• Ted Kennedy: The Massachusetts senator is not likely to play a major role in the coming debate due to his illness but his presence looms over the chamber and could have real influence with wavering members. Kennedy has made it his life's work to pass universal health care and brought low by a brain tumor may not get another chance to see that vision realized. Given all of that, the symbolic import of passing some sort of legislation is considerable -- particularly on Democrats who might otherwise be inclined to take a pass.
Tuesday Fix Picks: After a long weekend and two 5+ hour plane flights, the Fix has lots of recommendations.
1. Things are getting worse in Iran.
2. The Leon Panetta interview that is causing so much controversy.
3. Jim DeMint is for Marco Rubio.
4. The New York state Senate drama drags on.
5. Czech Republic, Nurses and Breast Implants. Weird.
Steelman Still Pondering: Former Missouri state treasurer and 2008 gubernatorial candidate Sarah Steelman is still considering a run for the Show Me State's open Senate seat, she confirmed in an e-mail exchange with the Fix Monday night. "I have not ruled out a run for U.S. Senate," Steelman wrote, pushing back against an article in The Hill newspaper that suggested she was all but out and considering a run for the seat being vacated by Rep. Roy Blunt (R) who is running for the Senate. Steelman, however, has yet to file official paperwork with the Federal Election Commission to form an exploratory committee; she said that she postponed the exploratory while waiting to see what Thomas Schweich, a law professor at Washington University, would do. Schweich dropped from the race and endorsed Blunt last week. If Republicans are able to clear the primary for Blunt, it would significantly strengthen their chances at holding the seat although Secretary of State Robin Carnahan (D) still has to be considered the favorite.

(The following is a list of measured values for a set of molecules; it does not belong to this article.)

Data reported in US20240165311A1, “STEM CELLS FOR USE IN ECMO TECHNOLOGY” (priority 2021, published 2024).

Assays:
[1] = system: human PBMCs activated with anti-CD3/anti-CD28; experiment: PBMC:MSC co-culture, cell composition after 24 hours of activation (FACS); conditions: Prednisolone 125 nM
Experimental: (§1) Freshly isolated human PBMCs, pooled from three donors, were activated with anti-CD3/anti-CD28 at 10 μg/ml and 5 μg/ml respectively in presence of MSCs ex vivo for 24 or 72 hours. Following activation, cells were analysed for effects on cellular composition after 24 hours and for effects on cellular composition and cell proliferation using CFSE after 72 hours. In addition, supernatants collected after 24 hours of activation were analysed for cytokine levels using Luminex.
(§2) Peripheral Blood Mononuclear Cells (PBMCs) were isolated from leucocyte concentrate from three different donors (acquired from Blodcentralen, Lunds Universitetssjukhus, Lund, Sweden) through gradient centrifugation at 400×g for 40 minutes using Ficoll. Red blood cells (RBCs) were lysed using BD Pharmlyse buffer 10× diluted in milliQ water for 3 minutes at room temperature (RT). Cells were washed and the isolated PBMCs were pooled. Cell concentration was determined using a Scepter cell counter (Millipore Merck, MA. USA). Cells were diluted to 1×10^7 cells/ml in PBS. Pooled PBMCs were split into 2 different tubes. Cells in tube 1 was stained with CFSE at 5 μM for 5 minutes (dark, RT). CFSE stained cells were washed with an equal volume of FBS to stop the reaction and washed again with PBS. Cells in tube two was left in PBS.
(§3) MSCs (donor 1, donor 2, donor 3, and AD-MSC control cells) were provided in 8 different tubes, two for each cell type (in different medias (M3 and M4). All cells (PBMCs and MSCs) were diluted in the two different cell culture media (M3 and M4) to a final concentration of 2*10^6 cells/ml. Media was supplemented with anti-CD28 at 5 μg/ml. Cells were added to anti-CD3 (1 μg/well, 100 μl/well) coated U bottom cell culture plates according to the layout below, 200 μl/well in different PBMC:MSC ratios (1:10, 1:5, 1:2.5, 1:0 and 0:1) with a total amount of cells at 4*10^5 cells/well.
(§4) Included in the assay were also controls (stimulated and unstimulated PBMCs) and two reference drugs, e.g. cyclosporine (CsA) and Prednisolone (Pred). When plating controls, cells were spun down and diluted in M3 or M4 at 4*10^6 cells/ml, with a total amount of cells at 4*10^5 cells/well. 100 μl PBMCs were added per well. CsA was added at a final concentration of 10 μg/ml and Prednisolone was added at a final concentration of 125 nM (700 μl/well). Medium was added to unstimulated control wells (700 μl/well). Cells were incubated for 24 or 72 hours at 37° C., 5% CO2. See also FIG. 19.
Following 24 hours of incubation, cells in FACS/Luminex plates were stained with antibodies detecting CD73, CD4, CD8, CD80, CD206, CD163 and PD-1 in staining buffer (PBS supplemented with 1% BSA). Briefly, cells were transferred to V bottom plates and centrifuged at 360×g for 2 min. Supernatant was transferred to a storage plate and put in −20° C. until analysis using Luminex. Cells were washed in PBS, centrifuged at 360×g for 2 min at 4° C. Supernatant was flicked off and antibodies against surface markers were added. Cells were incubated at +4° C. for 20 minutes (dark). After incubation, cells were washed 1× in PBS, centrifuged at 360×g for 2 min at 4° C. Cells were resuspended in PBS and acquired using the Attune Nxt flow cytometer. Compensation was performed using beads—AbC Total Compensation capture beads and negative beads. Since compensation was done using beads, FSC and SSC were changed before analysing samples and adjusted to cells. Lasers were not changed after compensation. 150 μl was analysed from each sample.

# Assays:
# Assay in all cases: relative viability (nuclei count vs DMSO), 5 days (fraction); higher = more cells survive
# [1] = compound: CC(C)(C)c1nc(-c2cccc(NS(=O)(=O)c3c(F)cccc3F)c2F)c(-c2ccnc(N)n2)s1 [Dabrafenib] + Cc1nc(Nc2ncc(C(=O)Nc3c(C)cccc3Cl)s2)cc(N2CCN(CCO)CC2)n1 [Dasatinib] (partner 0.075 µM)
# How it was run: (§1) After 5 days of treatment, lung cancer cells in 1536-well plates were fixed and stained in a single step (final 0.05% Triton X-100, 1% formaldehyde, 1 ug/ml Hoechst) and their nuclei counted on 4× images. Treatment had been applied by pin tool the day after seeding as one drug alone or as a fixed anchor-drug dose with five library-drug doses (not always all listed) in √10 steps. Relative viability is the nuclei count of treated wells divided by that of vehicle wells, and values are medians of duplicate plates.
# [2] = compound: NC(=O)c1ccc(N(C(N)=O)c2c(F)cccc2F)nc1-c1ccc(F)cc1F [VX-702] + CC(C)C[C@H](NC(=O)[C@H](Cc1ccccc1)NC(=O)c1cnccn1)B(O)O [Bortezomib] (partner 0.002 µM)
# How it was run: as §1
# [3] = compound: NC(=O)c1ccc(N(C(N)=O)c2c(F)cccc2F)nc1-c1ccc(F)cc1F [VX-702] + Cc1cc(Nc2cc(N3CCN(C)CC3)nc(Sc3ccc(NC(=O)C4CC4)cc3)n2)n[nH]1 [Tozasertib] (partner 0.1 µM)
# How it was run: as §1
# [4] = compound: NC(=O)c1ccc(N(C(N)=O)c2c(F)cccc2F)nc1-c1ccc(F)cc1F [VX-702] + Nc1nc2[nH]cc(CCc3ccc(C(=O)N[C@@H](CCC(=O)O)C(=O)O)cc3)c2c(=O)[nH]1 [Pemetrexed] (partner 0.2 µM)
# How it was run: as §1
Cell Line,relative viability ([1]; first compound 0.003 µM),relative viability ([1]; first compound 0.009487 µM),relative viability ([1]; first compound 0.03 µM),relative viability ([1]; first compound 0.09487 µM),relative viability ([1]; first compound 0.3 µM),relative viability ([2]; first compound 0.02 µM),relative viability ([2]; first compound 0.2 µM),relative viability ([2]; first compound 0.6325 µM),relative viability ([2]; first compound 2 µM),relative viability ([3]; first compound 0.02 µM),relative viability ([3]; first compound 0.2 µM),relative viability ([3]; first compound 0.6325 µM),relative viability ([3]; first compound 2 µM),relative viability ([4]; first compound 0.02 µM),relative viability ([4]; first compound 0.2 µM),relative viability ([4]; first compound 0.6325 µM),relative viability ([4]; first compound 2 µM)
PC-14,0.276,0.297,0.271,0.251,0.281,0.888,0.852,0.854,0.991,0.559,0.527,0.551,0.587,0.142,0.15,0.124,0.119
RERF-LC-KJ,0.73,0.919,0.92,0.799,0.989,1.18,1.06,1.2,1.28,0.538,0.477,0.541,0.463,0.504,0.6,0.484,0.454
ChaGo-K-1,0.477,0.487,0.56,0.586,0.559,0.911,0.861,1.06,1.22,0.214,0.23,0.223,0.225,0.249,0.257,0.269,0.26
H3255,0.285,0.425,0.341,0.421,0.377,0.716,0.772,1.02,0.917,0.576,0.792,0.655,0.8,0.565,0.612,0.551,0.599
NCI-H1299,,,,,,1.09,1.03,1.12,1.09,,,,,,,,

Meek Clears Field: Florida Rep. Kendrick Meek received the endorsements of Reps. Debbie Wasserman Schultz and Ron Klein on Monday. Wasserman Schultz is an emerging power in the House while Klein was seen as a potential candidate himself for the opening caused by Sen. Mel Martinez's (R) retirement. The twin endorsements -- coupled with state Sen. Dan Gelber's decision to step aside recently and run for attorney general -- means that Meek is almost certainly the Democratic nominee. Whether that nomination is worth much, given the candidacy (and wide poll leads) of Gov. Charlie Crist (R) is another question.
Obama for Deeds: In an e-mail appeal aimed at recruiting volunteers for Creigh Deeds' candidacy for governor in Virginia, President Obama praises the Democratic state senator's "ability to bring people together, build consensus and deliver results." The e-mail, which was sent to the Organizing for America list, demonstrates the importance national Democrats are attaching to holding the Commonwealth governorship this year. Obama and his political inner circle have been reluctant to use the president as aggressively as many House and Senate strategists would like; will that change in gubernatorial contests in Virginia and New Jersey this fall?
Say What?: "Does Senator Dodd think we were born yesterday?" -- Former Connecticut Rep. Rob Simmons (R) in a fundraising appeal seeking to draw attention to a new appraisal of Sen. Chris Dodd's (D) Irish cottage that doubled its value.
June 16, 2009; 5:26 AM ET
Categories: Health Care , Morning Fix